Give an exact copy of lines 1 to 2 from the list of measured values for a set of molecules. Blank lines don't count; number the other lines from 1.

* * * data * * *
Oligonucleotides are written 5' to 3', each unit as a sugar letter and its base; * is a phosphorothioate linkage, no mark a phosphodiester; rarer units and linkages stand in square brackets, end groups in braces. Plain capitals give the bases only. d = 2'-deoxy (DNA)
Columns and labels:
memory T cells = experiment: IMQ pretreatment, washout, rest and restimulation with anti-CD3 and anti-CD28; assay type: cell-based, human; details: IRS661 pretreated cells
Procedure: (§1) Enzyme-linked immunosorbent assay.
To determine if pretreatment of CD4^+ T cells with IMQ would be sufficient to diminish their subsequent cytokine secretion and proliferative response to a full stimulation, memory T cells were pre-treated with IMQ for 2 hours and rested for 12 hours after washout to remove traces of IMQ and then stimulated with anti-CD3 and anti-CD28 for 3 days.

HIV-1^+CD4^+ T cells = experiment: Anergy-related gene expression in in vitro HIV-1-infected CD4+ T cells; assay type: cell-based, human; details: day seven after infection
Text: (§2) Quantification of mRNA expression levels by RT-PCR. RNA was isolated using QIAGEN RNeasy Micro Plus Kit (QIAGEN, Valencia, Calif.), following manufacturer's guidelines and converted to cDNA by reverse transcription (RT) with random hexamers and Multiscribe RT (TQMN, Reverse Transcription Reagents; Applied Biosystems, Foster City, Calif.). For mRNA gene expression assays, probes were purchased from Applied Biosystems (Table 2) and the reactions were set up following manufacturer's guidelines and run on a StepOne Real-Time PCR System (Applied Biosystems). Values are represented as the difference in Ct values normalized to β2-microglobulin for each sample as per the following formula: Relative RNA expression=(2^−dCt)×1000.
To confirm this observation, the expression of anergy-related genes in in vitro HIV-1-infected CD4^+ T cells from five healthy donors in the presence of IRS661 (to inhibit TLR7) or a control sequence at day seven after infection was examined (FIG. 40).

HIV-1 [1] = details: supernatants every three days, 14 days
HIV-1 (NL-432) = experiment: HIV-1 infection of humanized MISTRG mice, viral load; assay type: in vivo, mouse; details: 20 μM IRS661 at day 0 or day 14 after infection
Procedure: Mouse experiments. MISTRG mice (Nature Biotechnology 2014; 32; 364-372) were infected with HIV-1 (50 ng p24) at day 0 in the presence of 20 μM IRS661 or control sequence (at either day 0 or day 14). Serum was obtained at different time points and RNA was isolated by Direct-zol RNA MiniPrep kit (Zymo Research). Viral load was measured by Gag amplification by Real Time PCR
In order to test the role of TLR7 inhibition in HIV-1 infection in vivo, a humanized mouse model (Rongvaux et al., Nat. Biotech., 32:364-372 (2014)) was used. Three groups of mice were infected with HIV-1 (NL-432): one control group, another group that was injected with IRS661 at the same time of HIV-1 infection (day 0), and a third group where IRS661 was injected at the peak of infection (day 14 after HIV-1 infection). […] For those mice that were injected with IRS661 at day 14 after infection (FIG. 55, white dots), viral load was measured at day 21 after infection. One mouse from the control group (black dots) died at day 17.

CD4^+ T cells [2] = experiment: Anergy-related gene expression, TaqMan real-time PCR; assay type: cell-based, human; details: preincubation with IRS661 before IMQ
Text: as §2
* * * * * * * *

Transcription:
Oligonucleotides are written 5' to 3', each unit as a sugar letter and its base; * is a phosphorothioate linkage, no mark a phosphodiester; rarer units and linkages stand in square brackets, end groups in braces. Plain capitals give the bases only. d = 2'-deoxy (DNA)
Columns and labels: